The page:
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August 1963

Intracranial Hypertension and Iron-Deficiency Anemia: Report of Four Cases

Arch Neurol. 1963;9(2):147-153. doi:10.1001/archneur.1963.00460080057008

Several terms have been used in referring to those cases with increased intracranial pressure, usually without localizing neurological signs, with normal cerebrospinal fluid constituents and normal or small ventricular system, and for which there is no demonstrable cause. Serous meningitis, chronic arachnoiditis, toxic hydrocephalus, otitic hydrocephalus, pseudotumor cerebri, and benign intracranial hypertension have been suggested. Various hypotheses have been put forward to explain the etiology and pathogenesis of this condition, but none have proved to be satisfactory; they include water and electrolyte imbalance, toxins, allergies, hormonal alterations, etc.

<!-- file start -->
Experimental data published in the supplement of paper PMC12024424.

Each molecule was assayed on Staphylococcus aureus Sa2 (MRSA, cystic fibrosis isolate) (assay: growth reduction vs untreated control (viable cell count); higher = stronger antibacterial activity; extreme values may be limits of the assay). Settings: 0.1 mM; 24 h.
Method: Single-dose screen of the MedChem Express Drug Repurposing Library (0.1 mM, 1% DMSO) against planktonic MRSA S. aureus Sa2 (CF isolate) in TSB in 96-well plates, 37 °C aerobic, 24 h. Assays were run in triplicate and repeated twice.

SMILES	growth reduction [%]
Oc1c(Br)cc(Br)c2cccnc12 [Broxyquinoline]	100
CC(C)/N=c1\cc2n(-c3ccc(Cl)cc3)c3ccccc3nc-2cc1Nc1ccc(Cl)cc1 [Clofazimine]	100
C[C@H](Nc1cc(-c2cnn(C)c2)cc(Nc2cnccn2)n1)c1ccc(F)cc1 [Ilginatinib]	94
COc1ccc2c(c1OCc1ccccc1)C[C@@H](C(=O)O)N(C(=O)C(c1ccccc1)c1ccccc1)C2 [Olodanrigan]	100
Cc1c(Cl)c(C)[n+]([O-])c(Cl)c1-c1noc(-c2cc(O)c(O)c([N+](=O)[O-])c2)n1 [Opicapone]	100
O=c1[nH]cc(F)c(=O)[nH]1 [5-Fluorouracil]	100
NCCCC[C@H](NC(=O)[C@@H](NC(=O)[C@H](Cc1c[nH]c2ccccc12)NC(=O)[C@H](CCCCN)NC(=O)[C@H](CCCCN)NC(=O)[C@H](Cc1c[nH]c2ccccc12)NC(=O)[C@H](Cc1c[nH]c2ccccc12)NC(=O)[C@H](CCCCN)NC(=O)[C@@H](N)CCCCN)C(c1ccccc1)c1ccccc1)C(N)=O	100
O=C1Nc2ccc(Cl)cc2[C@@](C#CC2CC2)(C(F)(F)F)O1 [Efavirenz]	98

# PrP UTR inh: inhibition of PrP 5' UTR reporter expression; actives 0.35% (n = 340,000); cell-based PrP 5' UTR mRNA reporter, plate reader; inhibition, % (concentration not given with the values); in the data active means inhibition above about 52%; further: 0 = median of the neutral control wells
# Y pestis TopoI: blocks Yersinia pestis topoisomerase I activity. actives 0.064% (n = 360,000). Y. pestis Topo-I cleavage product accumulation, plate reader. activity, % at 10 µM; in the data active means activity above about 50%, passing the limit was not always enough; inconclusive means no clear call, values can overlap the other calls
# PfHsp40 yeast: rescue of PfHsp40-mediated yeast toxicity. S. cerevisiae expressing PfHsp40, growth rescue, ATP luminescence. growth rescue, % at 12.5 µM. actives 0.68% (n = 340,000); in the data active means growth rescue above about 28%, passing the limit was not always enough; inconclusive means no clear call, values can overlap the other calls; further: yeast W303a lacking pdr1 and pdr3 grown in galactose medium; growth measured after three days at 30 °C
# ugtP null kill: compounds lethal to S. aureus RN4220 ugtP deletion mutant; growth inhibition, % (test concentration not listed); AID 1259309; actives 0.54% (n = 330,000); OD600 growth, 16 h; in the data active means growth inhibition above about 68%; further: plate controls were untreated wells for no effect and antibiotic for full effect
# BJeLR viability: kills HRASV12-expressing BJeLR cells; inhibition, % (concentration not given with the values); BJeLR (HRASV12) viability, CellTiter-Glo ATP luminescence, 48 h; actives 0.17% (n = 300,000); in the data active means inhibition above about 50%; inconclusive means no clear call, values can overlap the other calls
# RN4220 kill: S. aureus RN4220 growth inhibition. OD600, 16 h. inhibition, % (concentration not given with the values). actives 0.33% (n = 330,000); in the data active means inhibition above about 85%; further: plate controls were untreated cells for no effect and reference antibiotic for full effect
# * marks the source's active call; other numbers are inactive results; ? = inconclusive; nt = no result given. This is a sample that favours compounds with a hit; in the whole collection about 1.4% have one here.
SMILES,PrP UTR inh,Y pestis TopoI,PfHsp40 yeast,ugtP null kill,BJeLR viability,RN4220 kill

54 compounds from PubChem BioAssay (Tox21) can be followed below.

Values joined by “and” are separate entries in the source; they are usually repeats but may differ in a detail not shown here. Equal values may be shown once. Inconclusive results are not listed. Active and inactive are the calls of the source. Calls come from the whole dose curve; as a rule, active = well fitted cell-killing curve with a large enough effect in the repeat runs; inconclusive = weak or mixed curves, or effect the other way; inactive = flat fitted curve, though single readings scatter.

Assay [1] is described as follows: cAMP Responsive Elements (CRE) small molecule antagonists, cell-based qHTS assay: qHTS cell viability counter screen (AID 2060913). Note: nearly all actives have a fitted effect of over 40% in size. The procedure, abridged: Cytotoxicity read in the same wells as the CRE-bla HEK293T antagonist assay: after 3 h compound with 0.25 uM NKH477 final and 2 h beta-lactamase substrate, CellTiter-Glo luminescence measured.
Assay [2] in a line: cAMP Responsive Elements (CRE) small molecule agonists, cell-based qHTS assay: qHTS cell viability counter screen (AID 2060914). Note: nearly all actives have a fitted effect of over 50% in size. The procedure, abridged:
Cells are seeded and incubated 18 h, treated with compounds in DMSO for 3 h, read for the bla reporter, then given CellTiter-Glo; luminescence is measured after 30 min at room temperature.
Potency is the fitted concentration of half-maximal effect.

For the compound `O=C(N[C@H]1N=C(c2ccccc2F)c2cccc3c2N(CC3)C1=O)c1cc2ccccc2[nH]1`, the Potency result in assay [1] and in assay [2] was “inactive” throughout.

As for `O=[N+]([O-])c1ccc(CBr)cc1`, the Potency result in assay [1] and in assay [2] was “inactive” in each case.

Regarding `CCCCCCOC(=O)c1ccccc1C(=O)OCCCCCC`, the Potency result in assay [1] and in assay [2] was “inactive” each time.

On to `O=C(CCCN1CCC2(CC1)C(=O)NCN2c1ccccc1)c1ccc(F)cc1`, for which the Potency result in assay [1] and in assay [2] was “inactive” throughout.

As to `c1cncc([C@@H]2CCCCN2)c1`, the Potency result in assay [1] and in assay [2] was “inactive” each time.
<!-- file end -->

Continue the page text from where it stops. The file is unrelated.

The following is a report of four cases of intracranial hypertension associated with iron deficiency anemia.

Report of Cases  Case 1.—A 19-year-old waitress was admitted to the Neurological Service of University of Maryland Hospital on July 20, 1961, with the chief complaint of severe headaches and blurring of vision of three weeks' duration.The patient had one full-term pregnancy complicated by

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